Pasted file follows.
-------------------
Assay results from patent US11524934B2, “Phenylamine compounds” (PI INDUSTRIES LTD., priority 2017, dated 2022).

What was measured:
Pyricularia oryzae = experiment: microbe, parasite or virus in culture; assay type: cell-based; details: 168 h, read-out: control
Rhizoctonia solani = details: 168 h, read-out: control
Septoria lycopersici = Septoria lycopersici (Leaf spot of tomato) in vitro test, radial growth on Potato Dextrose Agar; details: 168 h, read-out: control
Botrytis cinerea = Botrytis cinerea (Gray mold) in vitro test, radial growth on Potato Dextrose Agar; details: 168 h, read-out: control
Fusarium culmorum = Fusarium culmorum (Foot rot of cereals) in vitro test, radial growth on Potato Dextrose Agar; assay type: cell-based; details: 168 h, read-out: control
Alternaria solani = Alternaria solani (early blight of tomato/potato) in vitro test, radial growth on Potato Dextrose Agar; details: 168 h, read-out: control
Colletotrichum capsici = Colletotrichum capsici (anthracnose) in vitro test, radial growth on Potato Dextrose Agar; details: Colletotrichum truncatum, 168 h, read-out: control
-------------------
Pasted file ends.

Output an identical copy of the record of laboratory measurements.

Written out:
Assay results from patent US11524934B2, “Phenylamine compounds” (PI INDUSTRIES LTD., priority 2017, dated 2022).

What was measured:
Pyricularia oryzae = experiment: microbe, parasite or virus in culture; assay type: cell-based; details: 168 h, read-out: control
Rhizoctonia solani = details: 168 h, read-out: control
Septoria lycopersici = Septoria lycopersici (Leaf spot of tomato) in vitro test, radial growth on Potato Dextrose Agar; details: 168 h, read-out: control
Botrytis cinerea = Botrytis cinerea (Gray mold) in vitro test, radial growth on Potato Dextrose Agar; details: 168 h, read-out: control
Fusarium culmorum = Fusarium culmorum (Foot rot of cereals) in vitro test, radial growth on Potato Dextrose Agar; assay type: cell-based; details: 168 h, read-out: control
Alternaria solani = Alternaria solani (early blight of tomato/potato) in vitro test, radial growth on Potato Dextrose Agar; details: 168 h, read-out: control
Colletotrichum capsici = Colletotrichum capsici (anthracnose) in vitro test, radial growth on Potato Dextrose Agar; details: Colletotrichum truncatum, 168 h, read-out: control